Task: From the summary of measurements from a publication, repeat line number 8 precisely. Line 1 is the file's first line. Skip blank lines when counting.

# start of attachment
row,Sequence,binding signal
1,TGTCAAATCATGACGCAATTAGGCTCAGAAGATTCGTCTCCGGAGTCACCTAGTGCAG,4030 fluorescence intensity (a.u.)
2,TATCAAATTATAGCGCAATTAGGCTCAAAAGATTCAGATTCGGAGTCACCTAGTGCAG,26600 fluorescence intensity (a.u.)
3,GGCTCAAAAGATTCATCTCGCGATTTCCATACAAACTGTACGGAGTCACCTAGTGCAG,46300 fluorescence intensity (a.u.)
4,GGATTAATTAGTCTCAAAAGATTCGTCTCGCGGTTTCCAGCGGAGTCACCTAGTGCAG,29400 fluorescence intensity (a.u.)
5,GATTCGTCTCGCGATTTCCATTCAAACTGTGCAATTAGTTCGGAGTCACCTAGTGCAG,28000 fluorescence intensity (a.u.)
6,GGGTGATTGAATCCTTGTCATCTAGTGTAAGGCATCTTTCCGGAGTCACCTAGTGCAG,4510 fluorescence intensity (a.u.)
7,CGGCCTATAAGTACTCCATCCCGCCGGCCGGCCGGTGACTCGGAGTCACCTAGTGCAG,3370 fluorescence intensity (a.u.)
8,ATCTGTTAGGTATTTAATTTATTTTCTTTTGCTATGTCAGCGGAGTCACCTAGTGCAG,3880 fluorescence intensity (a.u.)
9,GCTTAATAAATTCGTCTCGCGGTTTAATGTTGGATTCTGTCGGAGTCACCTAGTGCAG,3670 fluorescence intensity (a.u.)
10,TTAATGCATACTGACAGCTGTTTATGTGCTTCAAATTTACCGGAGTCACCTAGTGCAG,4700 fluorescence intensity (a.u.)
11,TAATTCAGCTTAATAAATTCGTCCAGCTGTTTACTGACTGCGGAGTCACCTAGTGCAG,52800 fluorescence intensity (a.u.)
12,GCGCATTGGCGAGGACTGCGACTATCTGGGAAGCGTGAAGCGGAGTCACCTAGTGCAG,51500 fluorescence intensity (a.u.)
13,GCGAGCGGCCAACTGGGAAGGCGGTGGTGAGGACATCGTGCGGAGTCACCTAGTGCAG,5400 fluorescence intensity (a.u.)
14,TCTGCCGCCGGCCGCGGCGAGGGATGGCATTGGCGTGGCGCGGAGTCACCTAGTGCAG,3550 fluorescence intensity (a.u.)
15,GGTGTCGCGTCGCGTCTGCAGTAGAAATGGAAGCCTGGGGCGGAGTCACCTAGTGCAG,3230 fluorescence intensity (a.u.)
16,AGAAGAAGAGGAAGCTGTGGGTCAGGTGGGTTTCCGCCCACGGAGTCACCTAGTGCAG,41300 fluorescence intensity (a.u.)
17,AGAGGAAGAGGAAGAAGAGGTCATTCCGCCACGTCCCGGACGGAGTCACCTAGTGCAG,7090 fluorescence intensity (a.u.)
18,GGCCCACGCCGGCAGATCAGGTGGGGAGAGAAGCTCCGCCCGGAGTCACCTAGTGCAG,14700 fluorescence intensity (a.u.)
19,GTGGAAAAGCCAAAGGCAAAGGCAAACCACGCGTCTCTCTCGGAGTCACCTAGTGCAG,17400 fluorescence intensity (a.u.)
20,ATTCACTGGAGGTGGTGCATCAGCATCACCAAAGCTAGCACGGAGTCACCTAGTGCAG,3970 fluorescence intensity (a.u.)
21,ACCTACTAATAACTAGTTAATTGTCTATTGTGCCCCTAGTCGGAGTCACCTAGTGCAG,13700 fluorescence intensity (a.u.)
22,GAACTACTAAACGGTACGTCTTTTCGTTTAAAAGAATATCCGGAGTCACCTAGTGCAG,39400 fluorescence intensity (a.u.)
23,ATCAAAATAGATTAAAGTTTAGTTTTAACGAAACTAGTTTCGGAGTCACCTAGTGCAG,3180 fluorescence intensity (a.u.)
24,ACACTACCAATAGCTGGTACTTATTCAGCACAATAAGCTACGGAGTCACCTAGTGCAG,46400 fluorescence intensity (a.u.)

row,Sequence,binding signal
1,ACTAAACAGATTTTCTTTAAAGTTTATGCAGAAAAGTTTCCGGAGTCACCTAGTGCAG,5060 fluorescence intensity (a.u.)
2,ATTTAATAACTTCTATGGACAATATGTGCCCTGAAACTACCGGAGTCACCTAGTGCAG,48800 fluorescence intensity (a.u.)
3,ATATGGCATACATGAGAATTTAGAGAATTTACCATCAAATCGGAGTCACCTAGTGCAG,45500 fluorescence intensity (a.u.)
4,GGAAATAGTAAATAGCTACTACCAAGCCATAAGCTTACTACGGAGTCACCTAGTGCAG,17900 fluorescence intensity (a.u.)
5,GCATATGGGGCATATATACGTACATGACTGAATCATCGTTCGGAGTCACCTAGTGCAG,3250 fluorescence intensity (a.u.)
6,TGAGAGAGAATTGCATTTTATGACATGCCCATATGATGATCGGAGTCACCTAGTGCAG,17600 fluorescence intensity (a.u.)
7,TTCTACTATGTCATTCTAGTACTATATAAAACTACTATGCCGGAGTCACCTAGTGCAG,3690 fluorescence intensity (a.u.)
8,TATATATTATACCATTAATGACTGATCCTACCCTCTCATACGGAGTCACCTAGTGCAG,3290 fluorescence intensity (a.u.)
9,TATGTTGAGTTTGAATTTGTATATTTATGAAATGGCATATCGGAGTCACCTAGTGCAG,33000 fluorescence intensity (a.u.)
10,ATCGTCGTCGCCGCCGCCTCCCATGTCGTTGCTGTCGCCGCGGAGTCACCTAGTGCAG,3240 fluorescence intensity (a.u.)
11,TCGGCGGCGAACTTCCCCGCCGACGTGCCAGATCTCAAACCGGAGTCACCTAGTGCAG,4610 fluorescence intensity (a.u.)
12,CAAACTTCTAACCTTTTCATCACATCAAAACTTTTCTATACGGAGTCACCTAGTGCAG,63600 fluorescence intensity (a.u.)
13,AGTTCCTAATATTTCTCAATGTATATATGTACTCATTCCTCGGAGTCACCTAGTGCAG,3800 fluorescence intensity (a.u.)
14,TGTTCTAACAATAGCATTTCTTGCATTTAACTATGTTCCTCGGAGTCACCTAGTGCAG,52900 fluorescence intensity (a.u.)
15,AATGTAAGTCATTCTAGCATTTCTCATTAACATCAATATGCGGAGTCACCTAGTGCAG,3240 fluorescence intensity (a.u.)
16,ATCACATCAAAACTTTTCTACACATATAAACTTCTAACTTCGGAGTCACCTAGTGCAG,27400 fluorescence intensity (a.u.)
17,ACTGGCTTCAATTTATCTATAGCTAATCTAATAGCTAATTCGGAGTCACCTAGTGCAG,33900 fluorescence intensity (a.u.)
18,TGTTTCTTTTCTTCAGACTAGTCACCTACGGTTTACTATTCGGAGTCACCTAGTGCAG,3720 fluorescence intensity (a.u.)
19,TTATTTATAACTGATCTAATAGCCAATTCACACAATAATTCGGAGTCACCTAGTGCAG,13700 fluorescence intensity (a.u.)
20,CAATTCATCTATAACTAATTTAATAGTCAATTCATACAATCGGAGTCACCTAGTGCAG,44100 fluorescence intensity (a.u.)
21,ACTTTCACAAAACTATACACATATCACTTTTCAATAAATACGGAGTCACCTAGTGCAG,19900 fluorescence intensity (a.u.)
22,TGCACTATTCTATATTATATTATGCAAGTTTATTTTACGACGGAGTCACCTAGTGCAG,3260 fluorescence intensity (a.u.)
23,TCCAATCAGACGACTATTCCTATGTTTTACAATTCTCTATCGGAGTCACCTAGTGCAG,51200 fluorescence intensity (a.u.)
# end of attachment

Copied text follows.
7,CGGCCTATAAGTACTCCATCCCGCCGGCCGGCCGGTGACTCGGAGTCACCTAGTGCAG,3370 fluorescence intensity (a.u.)